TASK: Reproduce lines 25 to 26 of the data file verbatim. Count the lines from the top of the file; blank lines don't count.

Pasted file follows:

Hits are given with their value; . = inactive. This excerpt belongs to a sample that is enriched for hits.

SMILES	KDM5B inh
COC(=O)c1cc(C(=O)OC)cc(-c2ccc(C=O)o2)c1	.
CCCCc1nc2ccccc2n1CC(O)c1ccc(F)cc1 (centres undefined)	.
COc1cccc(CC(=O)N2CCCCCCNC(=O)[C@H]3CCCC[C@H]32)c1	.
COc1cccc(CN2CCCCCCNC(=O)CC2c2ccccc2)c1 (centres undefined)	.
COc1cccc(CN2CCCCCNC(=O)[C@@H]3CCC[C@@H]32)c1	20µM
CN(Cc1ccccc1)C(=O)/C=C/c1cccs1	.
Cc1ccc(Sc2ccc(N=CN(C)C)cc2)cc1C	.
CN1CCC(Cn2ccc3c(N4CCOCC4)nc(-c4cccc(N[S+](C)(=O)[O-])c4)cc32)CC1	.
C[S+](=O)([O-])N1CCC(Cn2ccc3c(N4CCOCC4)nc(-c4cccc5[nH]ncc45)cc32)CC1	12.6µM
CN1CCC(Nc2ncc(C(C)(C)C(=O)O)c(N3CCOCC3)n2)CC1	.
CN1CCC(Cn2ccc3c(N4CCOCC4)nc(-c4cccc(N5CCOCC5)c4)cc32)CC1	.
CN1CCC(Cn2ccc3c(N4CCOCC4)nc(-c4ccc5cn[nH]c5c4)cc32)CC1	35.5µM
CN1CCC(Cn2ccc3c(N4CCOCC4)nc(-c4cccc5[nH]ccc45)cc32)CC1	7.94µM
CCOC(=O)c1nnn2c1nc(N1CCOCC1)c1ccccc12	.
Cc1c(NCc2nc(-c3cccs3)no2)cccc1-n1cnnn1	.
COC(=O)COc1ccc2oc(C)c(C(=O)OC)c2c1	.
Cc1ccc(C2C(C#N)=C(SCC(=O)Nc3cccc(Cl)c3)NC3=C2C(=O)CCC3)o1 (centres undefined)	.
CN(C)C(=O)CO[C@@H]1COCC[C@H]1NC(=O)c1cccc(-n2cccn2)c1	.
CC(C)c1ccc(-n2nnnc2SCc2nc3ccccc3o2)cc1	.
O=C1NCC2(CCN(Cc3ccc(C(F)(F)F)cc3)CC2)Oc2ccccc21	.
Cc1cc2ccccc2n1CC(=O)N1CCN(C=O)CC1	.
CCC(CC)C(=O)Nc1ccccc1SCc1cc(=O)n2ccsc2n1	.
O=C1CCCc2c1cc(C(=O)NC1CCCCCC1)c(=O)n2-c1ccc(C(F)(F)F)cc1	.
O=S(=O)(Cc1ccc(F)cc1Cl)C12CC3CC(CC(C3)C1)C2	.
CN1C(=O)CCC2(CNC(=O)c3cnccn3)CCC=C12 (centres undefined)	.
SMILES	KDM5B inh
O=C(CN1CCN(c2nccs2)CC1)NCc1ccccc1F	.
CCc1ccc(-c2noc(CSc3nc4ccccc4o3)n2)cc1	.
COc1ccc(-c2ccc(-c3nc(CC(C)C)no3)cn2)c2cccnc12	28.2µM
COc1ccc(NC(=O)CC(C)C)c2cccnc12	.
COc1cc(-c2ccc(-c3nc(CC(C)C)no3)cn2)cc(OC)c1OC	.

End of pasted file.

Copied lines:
O=C1CCCc2c1cc(C(=O)NC1CCCCCC1)c(=O)n2-c1ccc(C(F)(F)F)cc1	.
O=S(=O)(Cc1ccc(F)cc1Cl)C12CC3CC(CC(C3)C1)C2	.